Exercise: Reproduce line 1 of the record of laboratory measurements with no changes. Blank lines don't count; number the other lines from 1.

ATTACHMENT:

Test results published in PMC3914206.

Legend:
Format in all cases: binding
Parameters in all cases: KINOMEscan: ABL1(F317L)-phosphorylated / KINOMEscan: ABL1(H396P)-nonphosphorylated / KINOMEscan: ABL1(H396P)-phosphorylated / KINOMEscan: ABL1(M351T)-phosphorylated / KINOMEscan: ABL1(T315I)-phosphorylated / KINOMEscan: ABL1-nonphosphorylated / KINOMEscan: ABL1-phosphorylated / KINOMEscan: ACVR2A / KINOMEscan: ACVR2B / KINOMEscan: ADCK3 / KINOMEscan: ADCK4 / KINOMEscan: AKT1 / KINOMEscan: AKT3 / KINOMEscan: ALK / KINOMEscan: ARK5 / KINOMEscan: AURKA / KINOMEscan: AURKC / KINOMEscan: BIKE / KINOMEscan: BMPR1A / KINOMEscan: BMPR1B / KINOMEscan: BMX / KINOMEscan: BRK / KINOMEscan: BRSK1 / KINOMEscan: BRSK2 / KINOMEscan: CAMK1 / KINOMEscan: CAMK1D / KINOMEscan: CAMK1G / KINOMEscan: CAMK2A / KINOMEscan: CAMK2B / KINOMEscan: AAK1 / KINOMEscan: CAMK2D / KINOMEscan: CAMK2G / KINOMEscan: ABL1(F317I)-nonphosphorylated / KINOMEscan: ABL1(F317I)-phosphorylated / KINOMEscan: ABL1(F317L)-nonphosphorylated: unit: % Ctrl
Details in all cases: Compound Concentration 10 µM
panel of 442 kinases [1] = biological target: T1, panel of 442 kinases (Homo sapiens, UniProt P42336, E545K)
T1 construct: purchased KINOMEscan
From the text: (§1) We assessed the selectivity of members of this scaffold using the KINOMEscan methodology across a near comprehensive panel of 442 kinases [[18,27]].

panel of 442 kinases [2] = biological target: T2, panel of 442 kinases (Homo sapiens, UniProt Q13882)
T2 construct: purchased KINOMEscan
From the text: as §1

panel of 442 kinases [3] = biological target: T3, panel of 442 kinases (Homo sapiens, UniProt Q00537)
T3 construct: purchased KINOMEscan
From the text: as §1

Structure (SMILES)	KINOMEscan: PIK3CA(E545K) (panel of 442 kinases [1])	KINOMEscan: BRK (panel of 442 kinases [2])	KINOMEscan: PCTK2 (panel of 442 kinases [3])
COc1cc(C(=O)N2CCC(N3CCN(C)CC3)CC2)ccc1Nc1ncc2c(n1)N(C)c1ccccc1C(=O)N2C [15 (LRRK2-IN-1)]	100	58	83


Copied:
Test results published in PMC3914206.